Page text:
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NASA InSight rover lands perfectly—now its mission begins

Nov. 27, 2018

Clad in a NASA T-shirt, I just finished watching a spacecraft land on Mars, which is something that can’t be said every day. At 1:57 p.m. CT Monday afternoon, NASA’s InSight Rover touched down on the dusty red planet, ending a seven-month journey that took the craft 301,223,981 miles from Earth.

NASA InSight’s first image captured from the surface of Mars, taken shortly after the rover touched down on the planet at 1:57 p.m. CT. Credit: NASA

OK, so I didn’t actually watch InSight land. I watched NASA’s YouTube livestream from the control room, where dozens of project members anxiously tracked their $830 million rover’s descent, landing and confirmation of working communications, celebrating a series of milestones along the way.

InSight landed at Elysium Planitia—considered a flat and open region coined “the biggest parking lot on Mars” by astronomers.

And while the landing went perfectly, it was only the first major milestone that will determine if InSight is successful. Later Monday night (approximately 7:35 p.m. CT), NASA’s Mars Odyssey orbiter will confirm if InSight’s solar arrays deployed. Then, it begins a three-month deployment phase of InSight’s instruments as part of its two-year prime mission of burrowing a heat probe and performing a series of radio experiments to study the internal structure and rotation of Mars.

I try and watch the livestream’s of many notable NASA launches and landings, as well as space launches from private enterprise like SpaceX and Blue Origin. I’m a proud space and cosmic phenomena nerd. My wife and I even made the 450-mile drive from Madison, WI to a campground near the southern Illinois border to watch the 2017 total solar eclipse at totality in August 2017. Three months later, we took the full tour at Johnson Space Center in Houston, TX, which I highly recommend if you get the chance.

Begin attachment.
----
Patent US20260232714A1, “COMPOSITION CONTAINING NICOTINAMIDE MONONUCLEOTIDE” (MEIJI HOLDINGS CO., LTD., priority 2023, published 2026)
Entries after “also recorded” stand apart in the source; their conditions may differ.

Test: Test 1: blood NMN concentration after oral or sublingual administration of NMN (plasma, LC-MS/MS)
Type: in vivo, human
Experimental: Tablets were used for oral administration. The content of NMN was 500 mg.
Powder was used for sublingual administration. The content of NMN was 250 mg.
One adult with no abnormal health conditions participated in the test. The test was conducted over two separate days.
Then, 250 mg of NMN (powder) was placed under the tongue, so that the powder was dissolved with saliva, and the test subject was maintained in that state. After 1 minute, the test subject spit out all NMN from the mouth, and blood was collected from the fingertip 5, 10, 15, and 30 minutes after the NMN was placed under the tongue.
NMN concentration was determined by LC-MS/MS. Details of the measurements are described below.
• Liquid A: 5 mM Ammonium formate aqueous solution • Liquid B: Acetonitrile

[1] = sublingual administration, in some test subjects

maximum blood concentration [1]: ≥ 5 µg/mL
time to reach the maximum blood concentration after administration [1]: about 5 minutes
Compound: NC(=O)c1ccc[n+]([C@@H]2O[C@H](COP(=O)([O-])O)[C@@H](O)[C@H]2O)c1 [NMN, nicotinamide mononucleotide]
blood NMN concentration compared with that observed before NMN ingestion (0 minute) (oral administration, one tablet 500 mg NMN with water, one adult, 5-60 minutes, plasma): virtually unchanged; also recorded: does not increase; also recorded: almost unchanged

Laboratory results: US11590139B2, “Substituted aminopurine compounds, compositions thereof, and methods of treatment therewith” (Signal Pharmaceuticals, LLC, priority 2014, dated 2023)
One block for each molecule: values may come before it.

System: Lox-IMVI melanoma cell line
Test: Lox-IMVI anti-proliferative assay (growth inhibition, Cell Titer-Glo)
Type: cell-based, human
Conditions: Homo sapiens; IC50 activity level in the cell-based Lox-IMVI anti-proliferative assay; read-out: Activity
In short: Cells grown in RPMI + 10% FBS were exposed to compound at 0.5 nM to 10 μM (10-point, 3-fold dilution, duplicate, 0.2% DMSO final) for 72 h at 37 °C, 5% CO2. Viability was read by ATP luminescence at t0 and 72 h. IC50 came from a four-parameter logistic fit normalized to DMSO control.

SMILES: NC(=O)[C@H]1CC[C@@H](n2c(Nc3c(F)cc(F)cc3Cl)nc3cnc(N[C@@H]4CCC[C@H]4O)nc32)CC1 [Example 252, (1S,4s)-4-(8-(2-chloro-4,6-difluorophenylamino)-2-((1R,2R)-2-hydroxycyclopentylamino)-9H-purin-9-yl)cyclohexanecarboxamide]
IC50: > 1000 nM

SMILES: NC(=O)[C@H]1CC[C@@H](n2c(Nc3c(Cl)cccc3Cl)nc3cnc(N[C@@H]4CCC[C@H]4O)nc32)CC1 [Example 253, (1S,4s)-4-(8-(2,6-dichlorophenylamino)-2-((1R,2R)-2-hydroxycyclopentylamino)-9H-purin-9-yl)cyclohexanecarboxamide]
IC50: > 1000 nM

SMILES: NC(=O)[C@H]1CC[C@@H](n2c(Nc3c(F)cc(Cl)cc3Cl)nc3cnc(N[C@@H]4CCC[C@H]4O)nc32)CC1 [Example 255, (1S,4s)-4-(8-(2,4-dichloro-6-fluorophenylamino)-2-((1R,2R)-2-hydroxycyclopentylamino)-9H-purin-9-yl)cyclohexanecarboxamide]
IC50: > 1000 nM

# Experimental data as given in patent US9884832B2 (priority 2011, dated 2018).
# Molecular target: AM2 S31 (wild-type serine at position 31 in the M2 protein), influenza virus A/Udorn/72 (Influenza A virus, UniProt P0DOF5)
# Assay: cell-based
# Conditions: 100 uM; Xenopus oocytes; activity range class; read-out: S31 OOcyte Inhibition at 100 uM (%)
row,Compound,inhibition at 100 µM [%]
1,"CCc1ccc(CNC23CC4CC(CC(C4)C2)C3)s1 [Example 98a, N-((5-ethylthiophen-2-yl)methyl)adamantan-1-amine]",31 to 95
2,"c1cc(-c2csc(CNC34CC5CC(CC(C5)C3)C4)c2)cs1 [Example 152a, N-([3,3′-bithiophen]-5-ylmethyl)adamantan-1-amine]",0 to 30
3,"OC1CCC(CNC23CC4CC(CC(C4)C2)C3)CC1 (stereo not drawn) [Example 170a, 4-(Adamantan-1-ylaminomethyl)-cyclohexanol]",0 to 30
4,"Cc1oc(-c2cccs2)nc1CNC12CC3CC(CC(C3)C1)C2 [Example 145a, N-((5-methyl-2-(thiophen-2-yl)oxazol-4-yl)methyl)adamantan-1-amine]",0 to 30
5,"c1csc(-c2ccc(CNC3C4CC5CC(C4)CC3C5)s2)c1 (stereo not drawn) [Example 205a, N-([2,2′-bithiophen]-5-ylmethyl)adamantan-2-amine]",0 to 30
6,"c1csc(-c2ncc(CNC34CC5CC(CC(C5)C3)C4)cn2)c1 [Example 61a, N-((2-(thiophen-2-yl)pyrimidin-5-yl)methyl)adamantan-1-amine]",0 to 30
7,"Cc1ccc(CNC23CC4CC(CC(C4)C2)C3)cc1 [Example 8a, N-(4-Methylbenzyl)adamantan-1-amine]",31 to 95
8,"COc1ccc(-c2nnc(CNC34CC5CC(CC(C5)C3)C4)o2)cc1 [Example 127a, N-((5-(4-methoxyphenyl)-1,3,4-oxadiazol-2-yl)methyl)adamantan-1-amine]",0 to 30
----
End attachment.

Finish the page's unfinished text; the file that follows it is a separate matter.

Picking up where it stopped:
Watching NASA’s livestream of the landing and aftermath, I kept thinking about just how much testing it must take to develop a Mars rover and then pull off the feat of successfully landing it 300 million miles from Earth. I wonder how far in advance that testing begins in the component stage up to testing instruments on the vehicle. Hopefully someday I’ll have the opportunity to ask a NASA project engineer about that timeline and what’s involved.

What a ginormous financial and labor waste it would be to send this craft to Mars and land it perfectly, only to find out a key instrument or component of its drill doesn’t function correctly due to something missed in the testing stage. It was only a few minutes before Monday’s landing that I learned that InSight was originally supposed to launch back in March of 2016, but a persistent vacuum failure in its seismometer caused it to miss its launch window and delay it until May of 2018. That setback added approximately $150 million to the total project cost.

If you’re a space junkie like me and want to keep tabs on InSight’s developments, the craft has its own Twitter account at @NASAInSight, where updates will be posted regularly.

Congrats to NASA InSight team, and best of luck on this mission.

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